The Wages of Cinema
About This Show
A podcast that is practically all about MOVIES! Cinema, films, celluloid, digital, whatever you want to call it. Jack and Andrew are the hosts, and we talk about new movies, classics, cult work, things we've seen and have never seen, special segments about directors and styles and trends, and 'Required Reading' which is about movie books. And the "Local Vocal" series gives you in-depth interviews with NYC/NJ based filmmakers, actors, artists and musicians.
Most Recent Episode
Episode 59.3: ALL HAIL THE MARX BROTHERS! (Pt.1)
"Who are you going to believe, me or your own eyes?"
Who could say things better than Groucho Marx? That's a trick question because no one could - he, Chico, Harpo, and Zeppo made such a dynamic team that their five first films at Paramount studios, between 1929 and 1933, remain among five of the funniest damn movies on the planet.
Do they have the best stories? Who cares when you have four anarchic Jews who want to make you laugh? Do they have the best songs? A few are certainly among the freshest and funniest of the era, but we can leave the great songs to the others - we gotta get Harpo pulling something insane out of his pants (don't worry ladies, it's only everything except that!) or Chico being... well, Chico to the fullest!
"I could dance with you till the cows come home...But I would rather dance with the cows till you come home."
Jack and Andrew talk about these early films, from arguably the first sound musical comedy to to this day the arguably supreme comic satire on war (aside or alongside Strangelove, you decide). and see how they grew, if at all, from theatrical bozos to real FILMmakers:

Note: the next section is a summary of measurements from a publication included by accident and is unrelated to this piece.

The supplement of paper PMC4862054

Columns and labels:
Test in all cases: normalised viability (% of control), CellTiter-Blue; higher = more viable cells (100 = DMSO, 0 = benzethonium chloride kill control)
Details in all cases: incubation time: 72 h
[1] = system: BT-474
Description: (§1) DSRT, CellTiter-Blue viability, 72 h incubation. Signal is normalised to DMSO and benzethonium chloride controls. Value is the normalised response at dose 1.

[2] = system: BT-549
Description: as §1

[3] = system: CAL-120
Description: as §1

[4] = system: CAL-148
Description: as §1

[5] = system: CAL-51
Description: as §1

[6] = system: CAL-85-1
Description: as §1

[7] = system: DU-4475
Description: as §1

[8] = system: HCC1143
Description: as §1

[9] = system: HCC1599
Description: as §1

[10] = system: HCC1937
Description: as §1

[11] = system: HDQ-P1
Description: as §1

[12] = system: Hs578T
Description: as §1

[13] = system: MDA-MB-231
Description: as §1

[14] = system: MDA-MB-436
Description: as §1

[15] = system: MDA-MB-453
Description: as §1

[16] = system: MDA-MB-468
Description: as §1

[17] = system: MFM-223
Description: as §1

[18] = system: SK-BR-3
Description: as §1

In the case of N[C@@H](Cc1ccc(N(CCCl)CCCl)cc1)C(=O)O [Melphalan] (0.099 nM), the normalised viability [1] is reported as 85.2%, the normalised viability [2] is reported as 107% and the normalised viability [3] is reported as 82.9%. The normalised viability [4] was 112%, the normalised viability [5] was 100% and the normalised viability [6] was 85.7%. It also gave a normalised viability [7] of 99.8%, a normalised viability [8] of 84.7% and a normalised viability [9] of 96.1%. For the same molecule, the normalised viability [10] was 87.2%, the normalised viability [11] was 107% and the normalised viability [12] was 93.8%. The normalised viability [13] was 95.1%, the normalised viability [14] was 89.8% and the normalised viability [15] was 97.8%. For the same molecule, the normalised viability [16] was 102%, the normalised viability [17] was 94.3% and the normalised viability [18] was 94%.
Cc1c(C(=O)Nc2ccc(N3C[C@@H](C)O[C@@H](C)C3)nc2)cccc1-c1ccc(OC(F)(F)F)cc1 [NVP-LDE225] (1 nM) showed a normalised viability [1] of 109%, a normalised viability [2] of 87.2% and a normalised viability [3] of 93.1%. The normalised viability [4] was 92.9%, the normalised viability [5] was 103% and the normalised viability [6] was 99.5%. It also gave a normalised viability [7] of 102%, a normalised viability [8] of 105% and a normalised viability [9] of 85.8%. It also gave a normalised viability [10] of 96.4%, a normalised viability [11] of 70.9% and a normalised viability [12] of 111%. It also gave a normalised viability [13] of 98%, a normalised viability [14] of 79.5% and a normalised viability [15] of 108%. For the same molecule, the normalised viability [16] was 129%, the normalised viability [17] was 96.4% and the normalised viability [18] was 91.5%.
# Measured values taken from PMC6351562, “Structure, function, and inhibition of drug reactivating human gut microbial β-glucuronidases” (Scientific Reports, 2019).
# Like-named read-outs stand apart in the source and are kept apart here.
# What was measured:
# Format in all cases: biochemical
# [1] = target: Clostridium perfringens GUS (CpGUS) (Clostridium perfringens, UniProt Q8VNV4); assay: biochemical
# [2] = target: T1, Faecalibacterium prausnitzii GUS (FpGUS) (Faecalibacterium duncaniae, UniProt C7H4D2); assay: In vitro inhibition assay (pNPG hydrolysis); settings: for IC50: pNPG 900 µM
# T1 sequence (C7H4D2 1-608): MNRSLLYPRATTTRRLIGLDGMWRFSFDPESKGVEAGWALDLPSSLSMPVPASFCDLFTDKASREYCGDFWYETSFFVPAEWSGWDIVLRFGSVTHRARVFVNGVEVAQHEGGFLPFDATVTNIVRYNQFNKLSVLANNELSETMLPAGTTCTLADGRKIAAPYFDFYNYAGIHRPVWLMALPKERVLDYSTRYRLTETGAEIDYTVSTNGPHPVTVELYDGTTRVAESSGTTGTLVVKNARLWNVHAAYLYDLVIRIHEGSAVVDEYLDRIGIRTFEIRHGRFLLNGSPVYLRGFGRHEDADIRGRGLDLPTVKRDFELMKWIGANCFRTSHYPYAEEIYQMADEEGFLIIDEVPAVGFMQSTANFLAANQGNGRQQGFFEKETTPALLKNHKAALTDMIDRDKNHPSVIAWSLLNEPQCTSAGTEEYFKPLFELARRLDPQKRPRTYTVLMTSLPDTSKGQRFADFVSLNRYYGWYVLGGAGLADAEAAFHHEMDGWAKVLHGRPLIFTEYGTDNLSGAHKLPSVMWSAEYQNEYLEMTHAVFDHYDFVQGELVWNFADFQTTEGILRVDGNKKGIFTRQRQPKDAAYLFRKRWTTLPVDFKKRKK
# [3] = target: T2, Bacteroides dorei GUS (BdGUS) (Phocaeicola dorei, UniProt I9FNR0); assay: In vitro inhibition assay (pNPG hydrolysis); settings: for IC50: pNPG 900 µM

THE COCOANUTS (1929)
ANIMAL CRACKERS (1930)
MONKEY BUSINESS (1931)
HORSE FEATHERS (1932)
DUCK SOUP (1933)
And join us next episode where we talk about their films at MGM (basically, the rest of their career).
"I Must be Going"
"I'm Against It" (The Ramones)
The Pervert's Guide to Cinema
Rated 5 out of
The hosts of the Wages of Cinema have a great rapport with one another, and this comes through as they talk about new and classic movies. There's witty banter, serious analysis, and personal discussions on which films have meant the most to them - all while talking about the new movies they've seen in the past week (the two-minute movie mile has a wide variety, so if one movie doesn't grab you the next might), the 'List' segments (more in-depth stuff there), and then they have a main subject. My favorite part is their 'Required Reading', which they don't do all the time but is usually a solid bet for recommendations of quality movie books.
They're not Siskel & Ebert, but then who is?
Date published: 2015-09-24